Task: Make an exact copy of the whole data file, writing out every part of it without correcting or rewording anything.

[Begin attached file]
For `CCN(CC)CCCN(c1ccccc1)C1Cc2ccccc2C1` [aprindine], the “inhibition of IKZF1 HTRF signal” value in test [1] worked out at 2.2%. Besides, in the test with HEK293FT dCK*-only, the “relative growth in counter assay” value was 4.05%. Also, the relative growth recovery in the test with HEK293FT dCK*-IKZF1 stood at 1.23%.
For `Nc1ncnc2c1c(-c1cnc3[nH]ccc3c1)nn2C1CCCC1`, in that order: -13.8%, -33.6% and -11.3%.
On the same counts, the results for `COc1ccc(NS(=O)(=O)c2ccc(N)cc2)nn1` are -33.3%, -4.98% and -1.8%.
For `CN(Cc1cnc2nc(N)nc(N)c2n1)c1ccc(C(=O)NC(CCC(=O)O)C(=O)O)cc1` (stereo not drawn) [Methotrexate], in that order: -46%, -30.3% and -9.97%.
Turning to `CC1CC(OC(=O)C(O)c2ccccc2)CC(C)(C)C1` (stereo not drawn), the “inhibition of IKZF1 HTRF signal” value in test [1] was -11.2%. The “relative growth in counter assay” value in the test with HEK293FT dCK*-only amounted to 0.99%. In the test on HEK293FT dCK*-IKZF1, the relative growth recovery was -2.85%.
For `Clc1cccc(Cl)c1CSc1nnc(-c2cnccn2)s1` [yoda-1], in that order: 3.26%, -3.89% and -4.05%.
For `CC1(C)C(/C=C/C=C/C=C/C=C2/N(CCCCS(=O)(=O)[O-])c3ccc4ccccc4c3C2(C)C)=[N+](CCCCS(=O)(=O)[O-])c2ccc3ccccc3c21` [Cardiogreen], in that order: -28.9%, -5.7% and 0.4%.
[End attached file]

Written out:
For `CCN(CC)CCCN(c1ccccc1)C1Cc2ccccc2C1` [aprindine], the “inhibition of IKZF1 HTRF signal” value in test [1] worked out at 2.2%. Besides, in the test with HEK293FT dCK*-only, the “relative growth in counter assay” value was 4.05%. Also, the relative growth recovery in the test with HEK293FT dCK*-IKZF1 stood at 1.23%.
For `Nc1ncnc2c1c(-c1cnc3[nH]ccc3c1)nn2C1CCCC1`, in that order: -13.8%, -33.6% and -11.3%.
On the same counts, the results for `COc1ccc(NS(=O)(=O)c2ccc(N)cc2)nn1` are -33.3%, -4.98% and -1.8%.
For `CN(Cc1cnc2nc(N)nc(N)c2n1)c1ccc(C(=O)NC(CCC(=O)O)C(=O)O)cc1` (stereo not drawn) [Methotrexate], in that order: -46%, -30.3% and -9.97%.
Turning to `CC1CC(OC(=O)C(O)c2ccccc2)CC(C)(C)C1` (stereo not drawn), the “inhibition of IKZF1 HTRF signal” value in test [1] was -11.2%. The “relative growth in counter assay” value in the test with HEK293FT dCK*-only amounted to 0.99%. In the test on HEK293FT dCK*-IKZF1, the relative growth recovery was -2.85%.
For `Clc1cccc(Cl)c1CSc1nnc(-c2cnccn2)s1` [yoda-1], in that order: 3.26%, -3.89% and -4.05%.
For `CC1(C)C(/C=C/C=C/C=C/C=C2/N(CCCCS(=O)(=O)[O-])c3ccc4ccccc4c3C2(C)C)=[N+](CCCCS(=O)(=O)[O-])c2ccc3ccccc3c21` [Cardiogreen], in that order: -28.9%, -5.7% and 0.4%.